Soil pH buffering
Sandy soils acidify quicker because of the lower buffering capacity but the pH can be recovered faster with the application of less lime compared to clay soils.
The buffering capacity of a soil indicates the capacity of the soil to resist pH change. Hydrogen ions in soil are present both in the soil solution and adsorbed onto the soil surfaces. pH measures the concentration of hydrogen ions in the soil solution. Soils differ in the number of surface sites able to accommodate hydrogen ions. Soils with large numbers of sites able to hold hydrogen ions are able to resist change in the concentration of hydrogen ions in the soil solution and therefore have a high buffering capacity.
Soils with a high proportion of clay or organic matter have a larger number of surface sites able to hold hydrogen ions and are able to resist a decrease in pH. However, once acidic, highly buffered soils are able to resist an increase in pH. When hydrogen ions in the soil solution are neutralised by lime, hydrogen ions from the soil surfaces are release into the soil solution to maintain equilibrium and resist increase in pH. Better buffered soils are slower to acidify but require more lime to lift pH when they do acidify.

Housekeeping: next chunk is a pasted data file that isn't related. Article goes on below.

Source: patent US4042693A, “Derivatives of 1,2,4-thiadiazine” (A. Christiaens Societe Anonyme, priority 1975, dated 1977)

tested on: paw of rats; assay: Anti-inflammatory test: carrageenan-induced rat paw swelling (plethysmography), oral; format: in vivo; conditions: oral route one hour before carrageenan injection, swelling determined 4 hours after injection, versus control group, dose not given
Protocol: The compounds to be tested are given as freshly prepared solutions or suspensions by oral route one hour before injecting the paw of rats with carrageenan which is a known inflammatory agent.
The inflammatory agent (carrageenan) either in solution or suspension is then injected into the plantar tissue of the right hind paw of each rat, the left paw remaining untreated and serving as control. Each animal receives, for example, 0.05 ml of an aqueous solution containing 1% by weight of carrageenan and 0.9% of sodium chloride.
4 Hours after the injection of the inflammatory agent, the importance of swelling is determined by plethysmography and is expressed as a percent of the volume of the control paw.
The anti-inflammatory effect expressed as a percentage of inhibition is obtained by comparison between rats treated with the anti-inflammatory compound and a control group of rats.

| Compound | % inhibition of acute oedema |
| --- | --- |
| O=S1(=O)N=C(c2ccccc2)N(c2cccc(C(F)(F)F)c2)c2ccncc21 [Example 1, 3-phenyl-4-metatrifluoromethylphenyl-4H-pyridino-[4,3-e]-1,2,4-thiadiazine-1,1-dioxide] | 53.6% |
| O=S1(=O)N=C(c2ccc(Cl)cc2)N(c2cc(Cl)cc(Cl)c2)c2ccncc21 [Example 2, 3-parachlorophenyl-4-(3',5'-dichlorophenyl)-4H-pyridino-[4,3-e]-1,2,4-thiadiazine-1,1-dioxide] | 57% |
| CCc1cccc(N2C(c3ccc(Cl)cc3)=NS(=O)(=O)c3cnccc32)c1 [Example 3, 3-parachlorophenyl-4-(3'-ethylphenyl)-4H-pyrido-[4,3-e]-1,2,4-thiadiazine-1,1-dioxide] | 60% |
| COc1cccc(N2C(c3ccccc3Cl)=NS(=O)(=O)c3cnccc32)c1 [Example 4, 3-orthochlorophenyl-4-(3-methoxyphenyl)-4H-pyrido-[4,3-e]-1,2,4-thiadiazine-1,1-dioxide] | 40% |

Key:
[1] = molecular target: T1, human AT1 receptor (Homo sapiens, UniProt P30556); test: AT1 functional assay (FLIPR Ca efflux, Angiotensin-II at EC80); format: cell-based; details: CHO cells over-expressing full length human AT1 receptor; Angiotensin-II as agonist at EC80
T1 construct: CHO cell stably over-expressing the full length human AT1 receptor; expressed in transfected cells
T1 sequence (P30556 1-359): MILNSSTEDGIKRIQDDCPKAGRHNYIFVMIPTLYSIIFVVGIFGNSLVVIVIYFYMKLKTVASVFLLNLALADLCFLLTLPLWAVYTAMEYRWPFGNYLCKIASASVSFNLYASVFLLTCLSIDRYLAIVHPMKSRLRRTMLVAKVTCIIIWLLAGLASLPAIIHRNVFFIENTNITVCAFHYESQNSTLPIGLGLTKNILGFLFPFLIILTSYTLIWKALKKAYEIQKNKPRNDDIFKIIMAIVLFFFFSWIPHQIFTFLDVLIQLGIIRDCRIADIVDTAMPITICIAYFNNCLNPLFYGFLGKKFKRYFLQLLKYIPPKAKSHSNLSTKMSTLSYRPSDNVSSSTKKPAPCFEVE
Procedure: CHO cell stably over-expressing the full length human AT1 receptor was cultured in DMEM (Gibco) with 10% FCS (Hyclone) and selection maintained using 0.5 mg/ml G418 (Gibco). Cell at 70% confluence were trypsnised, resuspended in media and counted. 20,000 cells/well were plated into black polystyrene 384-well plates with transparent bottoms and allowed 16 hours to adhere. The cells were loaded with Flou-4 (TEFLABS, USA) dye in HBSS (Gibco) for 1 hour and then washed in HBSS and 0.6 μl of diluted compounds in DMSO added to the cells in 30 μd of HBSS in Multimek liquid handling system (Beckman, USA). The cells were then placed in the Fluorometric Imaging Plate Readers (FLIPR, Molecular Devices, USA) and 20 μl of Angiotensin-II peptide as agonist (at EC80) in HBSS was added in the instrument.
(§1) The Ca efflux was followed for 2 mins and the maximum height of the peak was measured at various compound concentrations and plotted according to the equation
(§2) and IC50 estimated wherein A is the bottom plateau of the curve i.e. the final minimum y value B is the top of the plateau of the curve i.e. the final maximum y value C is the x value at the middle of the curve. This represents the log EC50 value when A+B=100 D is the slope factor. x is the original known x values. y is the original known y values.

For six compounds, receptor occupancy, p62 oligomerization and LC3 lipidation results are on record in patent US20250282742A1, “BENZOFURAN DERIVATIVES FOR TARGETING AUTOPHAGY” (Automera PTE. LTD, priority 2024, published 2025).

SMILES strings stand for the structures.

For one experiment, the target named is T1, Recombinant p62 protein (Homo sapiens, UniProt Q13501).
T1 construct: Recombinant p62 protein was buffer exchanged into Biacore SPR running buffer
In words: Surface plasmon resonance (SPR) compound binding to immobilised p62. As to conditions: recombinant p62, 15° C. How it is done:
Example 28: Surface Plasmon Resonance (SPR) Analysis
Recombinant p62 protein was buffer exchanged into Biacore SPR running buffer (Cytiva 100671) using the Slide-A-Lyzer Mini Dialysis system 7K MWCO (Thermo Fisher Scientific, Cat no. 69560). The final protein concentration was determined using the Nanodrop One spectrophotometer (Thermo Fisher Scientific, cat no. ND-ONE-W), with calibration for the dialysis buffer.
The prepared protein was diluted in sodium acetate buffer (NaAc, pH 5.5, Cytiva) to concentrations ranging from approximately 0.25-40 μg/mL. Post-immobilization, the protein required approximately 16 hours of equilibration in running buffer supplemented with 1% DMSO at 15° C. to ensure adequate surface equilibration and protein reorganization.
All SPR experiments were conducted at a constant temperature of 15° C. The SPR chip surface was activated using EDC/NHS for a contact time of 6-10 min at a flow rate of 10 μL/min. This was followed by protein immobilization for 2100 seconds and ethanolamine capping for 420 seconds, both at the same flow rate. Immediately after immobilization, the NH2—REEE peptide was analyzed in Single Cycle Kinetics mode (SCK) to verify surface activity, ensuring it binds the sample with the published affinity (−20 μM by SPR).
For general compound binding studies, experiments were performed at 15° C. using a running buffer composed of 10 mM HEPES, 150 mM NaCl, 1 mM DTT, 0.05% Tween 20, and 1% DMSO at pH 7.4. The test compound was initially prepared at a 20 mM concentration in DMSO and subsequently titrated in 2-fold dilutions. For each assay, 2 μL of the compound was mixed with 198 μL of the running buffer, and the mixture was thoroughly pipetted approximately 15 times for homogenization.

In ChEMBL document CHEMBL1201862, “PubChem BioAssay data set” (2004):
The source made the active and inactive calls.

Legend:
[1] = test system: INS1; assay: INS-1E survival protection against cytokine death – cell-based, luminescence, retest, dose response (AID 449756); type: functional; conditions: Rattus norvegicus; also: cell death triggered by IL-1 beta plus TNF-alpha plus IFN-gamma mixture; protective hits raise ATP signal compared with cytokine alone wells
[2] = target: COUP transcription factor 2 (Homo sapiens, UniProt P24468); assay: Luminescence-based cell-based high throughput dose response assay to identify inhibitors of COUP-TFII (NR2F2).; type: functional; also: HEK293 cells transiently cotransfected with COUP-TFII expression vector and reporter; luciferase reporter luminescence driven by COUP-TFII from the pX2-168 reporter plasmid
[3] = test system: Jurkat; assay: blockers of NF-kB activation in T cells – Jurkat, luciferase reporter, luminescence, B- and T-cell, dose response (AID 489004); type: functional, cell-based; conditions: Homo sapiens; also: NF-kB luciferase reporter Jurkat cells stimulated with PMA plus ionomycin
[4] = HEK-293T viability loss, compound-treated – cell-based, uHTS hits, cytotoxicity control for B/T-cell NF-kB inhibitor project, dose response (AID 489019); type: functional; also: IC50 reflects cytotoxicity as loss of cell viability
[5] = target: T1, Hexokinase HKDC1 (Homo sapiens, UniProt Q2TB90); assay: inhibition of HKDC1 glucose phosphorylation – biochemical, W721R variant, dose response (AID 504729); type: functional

Clays are generally better buffered than loams, which in turn are better buffered than sands (Table 1). Poorly buffered sandy soil types comprise more than 40% of the agricultural land in the south-west of WA Department of Primary Industries and Regional Development (DPIRD) soil-landscape map unit database, 2013.
|Soil type||pH change|
|Sand||0.5 - 0.7|
|Loam||0.3 - 0.5|
|Clay||0.2 - 0.3|
The naturally acidic peaty sands of the south coast have a high buffering capacity and would require more lime to increase pH than other wheatbelt soils.